Symposium on human-elephant relations in South and Southeast Asia - University of Canterbury, May 7 & 8 (2013)
Type of ContentJournal Article
PublisherUniversity of Canterbury. School of Social and Political Sciences
University of Canterbury. Anthropology
- Arts: Journal Articles 
This two-day symposium brought together an international array of senior and junior researchers from across the natural sciences, the humanities, and the social sciences for an interdisciplinary exploration of the manifold aspects of the human-elephant relationship. Hosted by the Department of Anthropology and the New Zealand South Asia Centre (NZSAC), anthropologists, ecologists, geographers, historians, political scientists, Sanskritists, zoologists, and zoo elephant experts from Australia, France, Germany, India, New Zealand, Sri Lanka, the UK, and the USA met for an intensive meeting featuring dynamic presentations and vibrant discussion. The event provided a unique opportunity for productive debate across disciplinary boundaries on issues of welfare and conservation, history and coexistence, policy and practice, through which elephants have been variously bound up in human projects as weapons of war, emblems of prestige, symbols of divinity, objects of entertainment, icons of conservation, commodities for exchange, vehicles for labour, and intimate companions.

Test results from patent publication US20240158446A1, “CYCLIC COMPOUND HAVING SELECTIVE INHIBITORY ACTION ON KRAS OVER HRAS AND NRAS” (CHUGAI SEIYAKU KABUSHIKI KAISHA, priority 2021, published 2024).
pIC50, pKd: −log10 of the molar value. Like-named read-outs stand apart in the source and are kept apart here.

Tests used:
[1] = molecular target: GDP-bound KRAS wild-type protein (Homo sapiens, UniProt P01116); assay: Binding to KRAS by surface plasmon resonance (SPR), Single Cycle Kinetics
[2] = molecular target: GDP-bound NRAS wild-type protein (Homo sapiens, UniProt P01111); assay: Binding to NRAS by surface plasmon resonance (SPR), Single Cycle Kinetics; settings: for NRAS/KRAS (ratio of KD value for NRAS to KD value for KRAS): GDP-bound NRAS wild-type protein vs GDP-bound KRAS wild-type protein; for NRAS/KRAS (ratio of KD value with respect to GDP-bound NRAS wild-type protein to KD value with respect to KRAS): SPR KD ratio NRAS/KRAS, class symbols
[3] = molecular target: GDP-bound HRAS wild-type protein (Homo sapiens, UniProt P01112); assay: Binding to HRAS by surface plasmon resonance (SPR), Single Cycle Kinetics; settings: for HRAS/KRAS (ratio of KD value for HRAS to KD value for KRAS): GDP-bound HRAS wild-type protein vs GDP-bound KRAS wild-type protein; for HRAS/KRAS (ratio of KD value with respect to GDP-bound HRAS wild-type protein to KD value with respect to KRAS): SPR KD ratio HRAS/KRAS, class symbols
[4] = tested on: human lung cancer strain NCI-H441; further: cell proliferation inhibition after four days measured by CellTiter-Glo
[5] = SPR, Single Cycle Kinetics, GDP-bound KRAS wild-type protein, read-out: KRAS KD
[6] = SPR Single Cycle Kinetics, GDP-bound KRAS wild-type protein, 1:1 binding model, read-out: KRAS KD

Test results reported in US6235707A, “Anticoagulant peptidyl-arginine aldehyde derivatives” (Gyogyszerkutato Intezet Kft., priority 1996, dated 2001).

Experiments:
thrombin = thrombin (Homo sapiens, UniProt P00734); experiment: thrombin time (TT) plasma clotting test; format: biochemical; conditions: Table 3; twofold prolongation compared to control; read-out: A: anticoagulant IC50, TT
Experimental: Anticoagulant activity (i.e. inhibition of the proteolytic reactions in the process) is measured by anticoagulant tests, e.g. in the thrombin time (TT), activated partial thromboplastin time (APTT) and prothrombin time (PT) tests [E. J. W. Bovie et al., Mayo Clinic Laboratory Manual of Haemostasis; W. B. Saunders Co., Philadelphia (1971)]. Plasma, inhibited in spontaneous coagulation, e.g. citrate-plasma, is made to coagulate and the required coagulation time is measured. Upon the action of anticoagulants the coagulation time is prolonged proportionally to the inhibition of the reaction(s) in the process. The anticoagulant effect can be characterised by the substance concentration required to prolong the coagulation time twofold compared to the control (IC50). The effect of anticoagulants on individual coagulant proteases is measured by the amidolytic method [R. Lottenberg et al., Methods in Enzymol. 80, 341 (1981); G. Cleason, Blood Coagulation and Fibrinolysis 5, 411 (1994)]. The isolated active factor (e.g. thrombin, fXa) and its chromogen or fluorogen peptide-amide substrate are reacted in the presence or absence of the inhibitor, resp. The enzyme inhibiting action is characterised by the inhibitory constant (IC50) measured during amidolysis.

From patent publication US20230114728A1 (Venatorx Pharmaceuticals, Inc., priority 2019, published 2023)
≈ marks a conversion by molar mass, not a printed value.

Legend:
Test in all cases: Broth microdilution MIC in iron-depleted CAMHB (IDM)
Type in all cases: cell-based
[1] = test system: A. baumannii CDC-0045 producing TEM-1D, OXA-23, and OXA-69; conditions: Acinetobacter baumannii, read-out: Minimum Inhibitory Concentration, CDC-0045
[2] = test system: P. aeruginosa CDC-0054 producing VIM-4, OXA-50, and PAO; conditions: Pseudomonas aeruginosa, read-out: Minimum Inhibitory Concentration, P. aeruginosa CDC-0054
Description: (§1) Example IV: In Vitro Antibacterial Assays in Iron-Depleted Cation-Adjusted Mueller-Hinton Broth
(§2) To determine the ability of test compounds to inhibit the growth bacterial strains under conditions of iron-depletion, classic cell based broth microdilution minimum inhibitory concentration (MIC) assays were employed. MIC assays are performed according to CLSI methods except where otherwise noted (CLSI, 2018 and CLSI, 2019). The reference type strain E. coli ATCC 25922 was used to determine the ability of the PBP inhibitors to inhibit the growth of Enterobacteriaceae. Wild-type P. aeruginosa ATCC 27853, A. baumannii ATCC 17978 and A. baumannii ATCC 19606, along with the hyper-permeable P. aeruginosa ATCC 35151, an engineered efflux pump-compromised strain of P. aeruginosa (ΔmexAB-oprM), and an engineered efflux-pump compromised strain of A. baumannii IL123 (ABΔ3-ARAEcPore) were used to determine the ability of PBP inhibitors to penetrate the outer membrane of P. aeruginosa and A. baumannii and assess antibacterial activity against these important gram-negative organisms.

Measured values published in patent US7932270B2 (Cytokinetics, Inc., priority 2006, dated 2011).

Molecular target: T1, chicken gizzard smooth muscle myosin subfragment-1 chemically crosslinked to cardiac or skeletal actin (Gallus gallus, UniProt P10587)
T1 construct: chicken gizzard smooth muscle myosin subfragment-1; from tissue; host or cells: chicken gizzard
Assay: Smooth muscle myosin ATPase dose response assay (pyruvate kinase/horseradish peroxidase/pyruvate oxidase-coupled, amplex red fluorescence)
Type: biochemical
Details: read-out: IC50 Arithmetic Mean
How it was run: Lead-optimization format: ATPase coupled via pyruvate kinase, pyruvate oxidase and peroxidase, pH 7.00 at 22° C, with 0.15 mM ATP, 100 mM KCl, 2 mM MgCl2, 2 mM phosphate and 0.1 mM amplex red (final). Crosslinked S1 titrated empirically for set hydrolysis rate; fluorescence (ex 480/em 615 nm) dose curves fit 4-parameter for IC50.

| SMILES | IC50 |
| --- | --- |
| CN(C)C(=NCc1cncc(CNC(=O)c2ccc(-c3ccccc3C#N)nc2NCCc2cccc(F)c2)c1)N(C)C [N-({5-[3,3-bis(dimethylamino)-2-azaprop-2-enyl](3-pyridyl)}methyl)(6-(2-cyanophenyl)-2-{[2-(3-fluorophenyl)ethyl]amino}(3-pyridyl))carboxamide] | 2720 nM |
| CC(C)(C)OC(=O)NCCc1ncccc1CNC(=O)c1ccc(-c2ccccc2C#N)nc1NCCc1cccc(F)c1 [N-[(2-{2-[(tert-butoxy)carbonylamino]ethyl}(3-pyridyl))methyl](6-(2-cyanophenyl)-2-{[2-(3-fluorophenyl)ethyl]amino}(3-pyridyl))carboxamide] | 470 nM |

CitationLocke, P., Eason, S. (2013) Symposium on human-elephant relations in South and Southeast Asia - University of Canterbury, May 7 & 8. The South Asianist, 2(2).
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ANZSRC Fields of Research16 - Studies in Human Society::1601 - Anthropology::160104 - Social and Cultural Anthropology
16 - Studies in Human Society::1699 - Other Studies in Human Society::169999 - Studies in Human Society not elsewhere classified
31 - Biological sciences::3109 - Zoology::310901 - Animal behaviour
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Locke, P. (University of Canterbury. School of Language, Social and Political Sciences, 2015)This paper considers the methodological challenges of multispecies ethnography, and the limitations of disciplinary habituation through critical reflection on two cases of anthropological research on human-elephant relations. ...
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